Creating a New Shape in Saga from Published Coordinates
Abstract: In this
exercise you can use a file of existing geographic coordinates, such as
the boundaries of a marine area, to create a standard shapefile.
The results can be points, lines or polygons, according to your need. For
de novo digitizing of physical coastlines or edge features (i.e.
getting coordinates from from
images), you should
use the exercise
2.26 Digitizing High-Resolution Borders and
Coastlines in Google Earth.
Preliminary Reading (in
OceanTeacher, unless otherwise indicated):
Brown with Volker Wichmann
An excellent tutorial on how
to digitize a shape without any existing digital file is found at
|1. Open and read through the
Garden Banks website, covering some really wonderful reefs in the Gulf of
Mexico. It includes maps for the different banks that make up the
Sanctuary. We're interested in Stetson Bank, shown here.
coordinates, as is true of all national and international marine protected
areas, are established by law and must be quoted and used exactly.
|2. To convert the coordinates
to usable signed decimal degrees, make this Excel spreadsheet.
You can see
the easy formula to change each value to "original" format to "decimal" format:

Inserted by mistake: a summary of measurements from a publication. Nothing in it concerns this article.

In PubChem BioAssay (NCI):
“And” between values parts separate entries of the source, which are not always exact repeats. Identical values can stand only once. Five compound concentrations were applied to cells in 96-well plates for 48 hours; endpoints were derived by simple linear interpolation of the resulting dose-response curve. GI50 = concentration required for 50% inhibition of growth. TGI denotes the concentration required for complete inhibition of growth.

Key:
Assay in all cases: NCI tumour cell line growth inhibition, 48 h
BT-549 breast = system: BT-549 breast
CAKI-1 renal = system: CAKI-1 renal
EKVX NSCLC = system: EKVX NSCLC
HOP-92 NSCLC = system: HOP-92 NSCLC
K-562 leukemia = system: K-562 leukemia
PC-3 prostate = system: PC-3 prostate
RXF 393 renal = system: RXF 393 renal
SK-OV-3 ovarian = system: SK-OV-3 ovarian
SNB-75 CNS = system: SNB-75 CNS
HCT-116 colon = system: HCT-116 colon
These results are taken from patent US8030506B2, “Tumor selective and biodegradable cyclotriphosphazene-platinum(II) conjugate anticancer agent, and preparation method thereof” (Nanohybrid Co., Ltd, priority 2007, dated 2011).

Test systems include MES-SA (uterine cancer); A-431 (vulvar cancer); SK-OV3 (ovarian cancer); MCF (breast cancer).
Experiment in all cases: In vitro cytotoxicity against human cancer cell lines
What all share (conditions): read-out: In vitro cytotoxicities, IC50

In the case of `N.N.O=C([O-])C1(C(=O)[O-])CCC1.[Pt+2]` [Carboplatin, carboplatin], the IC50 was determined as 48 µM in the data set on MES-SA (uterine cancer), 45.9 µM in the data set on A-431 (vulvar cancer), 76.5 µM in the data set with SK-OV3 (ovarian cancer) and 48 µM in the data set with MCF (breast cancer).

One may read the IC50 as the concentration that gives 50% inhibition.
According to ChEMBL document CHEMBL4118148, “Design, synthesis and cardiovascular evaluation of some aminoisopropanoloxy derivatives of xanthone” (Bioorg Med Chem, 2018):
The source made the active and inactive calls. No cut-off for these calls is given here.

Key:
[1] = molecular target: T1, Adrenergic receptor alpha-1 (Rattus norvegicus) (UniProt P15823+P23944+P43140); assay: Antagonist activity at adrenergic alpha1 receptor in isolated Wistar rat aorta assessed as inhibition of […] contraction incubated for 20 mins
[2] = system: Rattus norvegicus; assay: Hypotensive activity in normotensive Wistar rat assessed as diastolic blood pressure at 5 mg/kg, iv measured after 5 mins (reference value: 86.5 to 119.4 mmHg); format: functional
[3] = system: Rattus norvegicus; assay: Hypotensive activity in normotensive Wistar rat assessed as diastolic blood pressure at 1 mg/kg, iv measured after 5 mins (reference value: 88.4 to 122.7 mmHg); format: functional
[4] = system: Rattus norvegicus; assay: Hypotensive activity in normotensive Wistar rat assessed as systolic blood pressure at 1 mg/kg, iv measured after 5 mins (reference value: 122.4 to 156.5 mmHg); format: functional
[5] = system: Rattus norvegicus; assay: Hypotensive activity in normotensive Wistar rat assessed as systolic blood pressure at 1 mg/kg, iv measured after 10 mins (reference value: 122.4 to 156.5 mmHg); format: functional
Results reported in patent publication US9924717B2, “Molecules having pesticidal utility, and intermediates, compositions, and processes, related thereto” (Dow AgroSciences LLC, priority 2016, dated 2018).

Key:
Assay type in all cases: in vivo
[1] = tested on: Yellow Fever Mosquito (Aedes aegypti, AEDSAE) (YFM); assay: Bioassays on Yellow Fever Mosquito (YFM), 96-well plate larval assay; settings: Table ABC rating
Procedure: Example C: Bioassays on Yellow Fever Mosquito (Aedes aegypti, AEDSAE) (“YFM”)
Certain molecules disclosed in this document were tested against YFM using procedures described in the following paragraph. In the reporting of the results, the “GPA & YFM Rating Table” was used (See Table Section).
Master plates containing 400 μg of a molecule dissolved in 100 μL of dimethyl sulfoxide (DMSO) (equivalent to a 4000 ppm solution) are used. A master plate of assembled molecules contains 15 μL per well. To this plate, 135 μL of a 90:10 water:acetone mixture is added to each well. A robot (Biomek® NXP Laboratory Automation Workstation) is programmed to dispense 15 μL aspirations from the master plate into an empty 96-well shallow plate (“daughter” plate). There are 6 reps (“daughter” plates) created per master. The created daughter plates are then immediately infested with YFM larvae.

- Plus minutes/60
- Plus seconds/3600
With the overall signs given by the hemisphere of the original data.
Negative longitudes in this case.
Note that the first column contains integers. Only one polygon is
included here (Stetson Bank), and it is arbitrarily named 1. Only the
polygon corners are needed (4 in this case), and the first coordinate is not
repeated at the end to close the polygon. Saga does that
|3. Save these
- stetson_bank_coordinates.xlsx - Excel spreadsheet; for
possible future editing
- stetson_bank_coordinates.txt - Tab-separated ASCII for import
4. In Saga, select FILE > TABLE > LOAD TABLE and load
the TXT file you just made.
|5. In Saga, select TOOLS >
SHAPES-TOOLS > GENERATE SHAPES.
|6. This description indicates
that you can make points, lines or polygons. The input must include X,
Y and IDENTIFIER columns.
|7. Here the proper choices
have been made.
- If you selected LINES you would get a multi-sided
shape that is not closed.
- If you selected POINTS then you would get a
set of separate, unconnected points.
- We chose POLYGONS to get a closed
|8. And here is the polygon
shape, color-filled, which is a characteristic of new polygons.
|9. And here is the polygon
mapped in Saga. You can see the Texas coast (from World Borders) along
the western side of the map. Great things come in small packages.
|10. Make sure to
save the new shape with an appropriate name in PRODUCTS > SAGA > VECTORS.
|11. The TXT file
can contains more than one polygon.
Each separate polygon is
identified by unique integer identifiers; below they are 1 and 2. Here is the word from
Volker Wichmann, the author of the module:
polygons, the table should look like this (tab-delimited example for two
polygons [just two simple rectangles]):
Where ID is an identifier unique to each polygon, and X and Y are
coordinates for each polygon vertex."
|12. And of course
you could have chosen LINES or POINTS in Panel 7 above, to create any type
of shape you want. So whenever the object location is defined by an
existing set of coordinates, you can easily use this method to create and
save the shapefile.